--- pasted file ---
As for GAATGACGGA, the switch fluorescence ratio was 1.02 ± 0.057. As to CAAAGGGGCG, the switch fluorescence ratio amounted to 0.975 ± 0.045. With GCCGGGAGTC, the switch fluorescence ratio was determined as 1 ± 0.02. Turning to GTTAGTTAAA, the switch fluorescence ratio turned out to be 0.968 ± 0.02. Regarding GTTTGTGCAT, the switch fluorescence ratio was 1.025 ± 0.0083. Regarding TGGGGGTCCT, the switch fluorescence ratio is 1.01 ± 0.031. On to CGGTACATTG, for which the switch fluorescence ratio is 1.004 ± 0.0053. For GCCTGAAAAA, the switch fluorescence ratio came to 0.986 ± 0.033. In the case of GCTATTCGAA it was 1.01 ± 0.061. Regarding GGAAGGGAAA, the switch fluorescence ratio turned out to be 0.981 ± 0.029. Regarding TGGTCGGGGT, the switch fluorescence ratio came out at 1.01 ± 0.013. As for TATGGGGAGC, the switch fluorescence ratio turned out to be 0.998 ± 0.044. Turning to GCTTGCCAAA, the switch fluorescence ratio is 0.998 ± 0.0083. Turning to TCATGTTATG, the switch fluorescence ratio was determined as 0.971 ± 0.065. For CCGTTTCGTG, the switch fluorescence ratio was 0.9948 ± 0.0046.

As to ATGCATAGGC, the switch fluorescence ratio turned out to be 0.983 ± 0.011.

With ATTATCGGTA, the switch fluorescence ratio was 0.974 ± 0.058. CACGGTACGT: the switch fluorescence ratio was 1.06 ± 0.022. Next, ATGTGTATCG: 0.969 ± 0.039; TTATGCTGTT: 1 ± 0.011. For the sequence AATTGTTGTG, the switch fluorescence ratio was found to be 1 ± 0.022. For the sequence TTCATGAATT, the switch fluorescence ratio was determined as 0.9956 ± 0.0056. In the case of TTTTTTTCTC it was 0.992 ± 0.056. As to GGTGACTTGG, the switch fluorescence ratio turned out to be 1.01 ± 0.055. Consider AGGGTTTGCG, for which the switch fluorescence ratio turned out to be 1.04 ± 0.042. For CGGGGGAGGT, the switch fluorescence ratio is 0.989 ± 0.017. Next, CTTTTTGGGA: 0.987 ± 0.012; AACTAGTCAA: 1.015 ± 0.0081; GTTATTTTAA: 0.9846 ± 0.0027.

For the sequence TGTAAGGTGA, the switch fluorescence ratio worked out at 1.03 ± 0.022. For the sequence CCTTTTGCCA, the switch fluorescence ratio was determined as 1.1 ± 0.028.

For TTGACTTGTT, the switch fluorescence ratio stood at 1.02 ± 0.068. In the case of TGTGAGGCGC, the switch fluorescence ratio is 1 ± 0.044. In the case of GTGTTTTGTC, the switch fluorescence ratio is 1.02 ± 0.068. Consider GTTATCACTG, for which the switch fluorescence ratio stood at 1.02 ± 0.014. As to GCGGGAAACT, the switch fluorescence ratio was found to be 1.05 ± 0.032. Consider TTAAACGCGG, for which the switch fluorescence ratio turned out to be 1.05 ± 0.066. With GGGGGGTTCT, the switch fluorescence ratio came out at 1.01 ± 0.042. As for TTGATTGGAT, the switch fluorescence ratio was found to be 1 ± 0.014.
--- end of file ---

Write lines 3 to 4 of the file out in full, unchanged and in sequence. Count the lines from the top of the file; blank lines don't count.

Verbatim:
With ATTATCGGTA, the switch fluorescence ratio was 0.974 ± 0.058. CACGGTACGT: the switch fluorescence ratio was 1.06 ± 0.022. Next, ATGTGTATCG: 0.969 ± 0.039; TTATGCTGTT: 1 ± 0.011. For the sequence AATTGTTGTG, the switch fluorescence ratio was found to be 1 ± 0.022. For the sequence TTCATGAATT, the switch fluorescence ratio was determined as 0.9956 ± 0.0056. In the case of TTTTTTTCTC it was 0.992 ± 0.056. As to GGTGACTTGG, the switch fluorescence ratio turned out to be 1.01 ± 0.055. Consider AGGGTTTGCG, for which the switch fluorescence ratio turned out to be 1.04 ± 0.042. For CGGGGGAGGT, the switch fluorescence ratio is 0.989 ± 0.017. Next, CTTTTTGGGA: 0.987 ± 0.012; AACTAGTCAA: 1.015 ± 0.0081; GTTATTTTAA: 0.9846 ± 0.0027.

For the sequence TGTAAGGTGA, the switch fluorescence ratio worked out at 1.03 ± 0.022. For the sequence CCTTTTGCCA, the switch fluorescence ratio was determined as 1.1 ± 0.028.